“There are other people who I would say it was a case of right place, right time," says Samantha. "But Charlie deserves the job.”

Montoyo arrived in Toronto for a full day of interviews with various members of the front office — and a mock press conference, to see how he’d handle that part of the job — and then went out for dinner with Shapiro and Atkins. That meal has become the centrepiece of the story: the waiter took forever to serve them in an otherwise empty restaurant and Montoyo joked that he’d slipped him a twenty so he could have more time with his potential bosses. “We all relaxed,” Atkins says, “we all three belly-laughed, and it set the tone for the rest of our dinner.”

The whirlwind courtship rapidly picked up steam. Those Blue Jays suits, oft-criticized for being too buttoned-down and corporate, were swept away, and a guy who could never get a break was on the verge of getting his big one.

Still more interviews followed the next day. Before he left for the airport for his flight back to Tucson that night, Montoyo asked Atkins to render a verdict right there, yay or nay, and spare him the agony, but Atkins wasn’t willing to commit.

The next morning, at home, Montoyo’s cellphone rang. He tends to walk when he talks, so he headed out into the street in front of his house. Atkins was on the phone. “I had a great big smile on my face when I made that call,” the GM says.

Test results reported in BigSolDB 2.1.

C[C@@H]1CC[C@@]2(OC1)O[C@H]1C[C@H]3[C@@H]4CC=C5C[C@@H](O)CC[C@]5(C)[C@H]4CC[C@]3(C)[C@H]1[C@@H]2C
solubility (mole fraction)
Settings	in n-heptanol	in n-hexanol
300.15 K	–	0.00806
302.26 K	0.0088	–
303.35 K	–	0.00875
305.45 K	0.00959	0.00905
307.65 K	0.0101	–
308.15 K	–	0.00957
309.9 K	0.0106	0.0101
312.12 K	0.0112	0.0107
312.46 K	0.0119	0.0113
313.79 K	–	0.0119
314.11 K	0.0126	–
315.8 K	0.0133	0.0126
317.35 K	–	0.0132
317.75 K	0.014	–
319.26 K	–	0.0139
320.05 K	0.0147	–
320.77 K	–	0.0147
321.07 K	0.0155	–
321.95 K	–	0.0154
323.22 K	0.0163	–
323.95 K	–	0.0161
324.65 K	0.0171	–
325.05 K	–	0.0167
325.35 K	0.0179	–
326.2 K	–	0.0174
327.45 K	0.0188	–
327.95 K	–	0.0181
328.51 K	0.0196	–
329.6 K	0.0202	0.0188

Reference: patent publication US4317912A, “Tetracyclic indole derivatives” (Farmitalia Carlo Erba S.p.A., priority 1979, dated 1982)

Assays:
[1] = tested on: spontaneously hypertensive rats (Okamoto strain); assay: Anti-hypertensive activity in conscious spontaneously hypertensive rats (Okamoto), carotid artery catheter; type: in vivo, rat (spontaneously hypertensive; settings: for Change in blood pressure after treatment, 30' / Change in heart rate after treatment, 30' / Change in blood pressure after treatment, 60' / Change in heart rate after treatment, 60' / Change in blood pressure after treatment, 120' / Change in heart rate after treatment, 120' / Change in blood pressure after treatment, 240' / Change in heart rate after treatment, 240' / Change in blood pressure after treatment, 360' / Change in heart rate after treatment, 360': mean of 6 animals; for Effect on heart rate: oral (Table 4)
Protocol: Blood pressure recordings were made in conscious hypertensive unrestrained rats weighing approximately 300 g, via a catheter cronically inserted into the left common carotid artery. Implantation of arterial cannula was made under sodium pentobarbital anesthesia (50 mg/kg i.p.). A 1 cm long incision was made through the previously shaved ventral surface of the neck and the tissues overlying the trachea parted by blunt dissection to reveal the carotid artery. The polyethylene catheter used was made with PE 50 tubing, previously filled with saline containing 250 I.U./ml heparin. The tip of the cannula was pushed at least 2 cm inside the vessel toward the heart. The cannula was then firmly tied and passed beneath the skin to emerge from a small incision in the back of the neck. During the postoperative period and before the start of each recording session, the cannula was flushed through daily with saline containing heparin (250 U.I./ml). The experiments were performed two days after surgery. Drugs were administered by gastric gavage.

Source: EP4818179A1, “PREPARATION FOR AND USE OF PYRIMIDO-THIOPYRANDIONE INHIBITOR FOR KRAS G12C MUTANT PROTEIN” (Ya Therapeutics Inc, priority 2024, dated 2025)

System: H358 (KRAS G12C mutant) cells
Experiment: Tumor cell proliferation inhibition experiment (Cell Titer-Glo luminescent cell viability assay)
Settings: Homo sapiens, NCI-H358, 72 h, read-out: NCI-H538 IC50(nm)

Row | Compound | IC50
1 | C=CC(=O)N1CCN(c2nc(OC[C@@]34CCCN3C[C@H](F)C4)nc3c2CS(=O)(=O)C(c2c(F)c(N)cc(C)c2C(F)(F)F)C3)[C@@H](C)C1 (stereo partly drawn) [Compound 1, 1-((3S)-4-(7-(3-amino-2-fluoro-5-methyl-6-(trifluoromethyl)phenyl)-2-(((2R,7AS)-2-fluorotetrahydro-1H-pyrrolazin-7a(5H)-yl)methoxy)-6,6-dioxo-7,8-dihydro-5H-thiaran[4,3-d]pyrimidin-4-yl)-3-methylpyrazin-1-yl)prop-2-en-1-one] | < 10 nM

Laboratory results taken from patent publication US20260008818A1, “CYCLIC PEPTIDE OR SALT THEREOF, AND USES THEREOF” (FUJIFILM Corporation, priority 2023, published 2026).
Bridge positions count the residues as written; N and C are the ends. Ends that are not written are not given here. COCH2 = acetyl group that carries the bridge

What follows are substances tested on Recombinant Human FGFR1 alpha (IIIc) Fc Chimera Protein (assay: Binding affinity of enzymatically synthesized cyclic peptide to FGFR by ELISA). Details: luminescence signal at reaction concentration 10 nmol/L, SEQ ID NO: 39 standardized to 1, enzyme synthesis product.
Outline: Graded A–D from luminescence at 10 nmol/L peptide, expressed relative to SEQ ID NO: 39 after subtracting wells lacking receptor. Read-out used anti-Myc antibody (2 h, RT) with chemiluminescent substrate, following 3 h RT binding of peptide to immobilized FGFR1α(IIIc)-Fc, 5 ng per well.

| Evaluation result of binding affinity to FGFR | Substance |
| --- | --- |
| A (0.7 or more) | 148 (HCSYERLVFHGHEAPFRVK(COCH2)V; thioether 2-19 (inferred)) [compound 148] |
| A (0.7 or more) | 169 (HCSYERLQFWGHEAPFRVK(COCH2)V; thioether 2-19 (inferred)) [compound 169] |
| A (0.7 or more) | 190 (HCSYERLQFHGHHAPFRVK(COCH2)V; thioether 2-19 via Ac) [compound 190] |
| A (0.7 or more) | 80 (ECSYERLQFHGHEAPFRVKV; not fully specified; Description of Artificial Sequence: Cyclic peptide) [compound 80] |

s he was being told told that he was the new manager of the Toronto Blue Jays, Montoyo heard screaming. Samantha was the source. They were supposed to be heading out for a late breakfast, and she had come out the front door, indignant, determined to get Charlie off the phone and moving. “I was going to dramatically stomp off,” she says. That’s when she saw the snake — an extremely large rattlesnake stretched across their front walkway. Hence the reaction.

Charlie gallantly came to the rescue, chucking rocks at the reptile, which had little effect because, in fact, it was dead. It wasn’t until he realized that, and then moved the snake’s carcass aside with a rake, that he told his wife the news.

“He deserves this job,” Samantha says. “There are other people who I would say it was a case of right place, right time. But Charlie deserves the job.”

Montoyo then FaceTimed his parents in Puerto Rico. “I said, ‘You guys have to sit down for a minute.’ Then I told them I got the job with the Blue Jays. That’s when I first got emotional about it. That was a great moment I’m never going to forget.”

At their little kitchen table in Florida, Nydia and Felix remember the moment well. “When Charlie called us to tell us he had been chosen to be the manager,” Nydia says, “my husband and I hugged, we cried, we told him, ‘Charlie, praise the Lord, finally a team noticed your track record as a manager, and you’ll take the Jays wherever you want to take them because you have the potential to take them to the top’….

“Imagine, the Niño de Oro chosen to manage the Toronto Blue Jays. There were tears of joy. That’s God’s work, no doubt.”

“I knew he was going to get there,” Felix says. “In his own time, not sooner or later — now. Thanks to the Toronto Blue Jays — I love you.”

After delivering the good news to the rest of the family, Montoyo and Samantha finally got their breakfast. They were sitting in the restaurant when she let it all sink in.

“And then I cried,” Samantha says. “And I don’t cry.”

Design by Sasha Barkans
Editing by Evan Rosser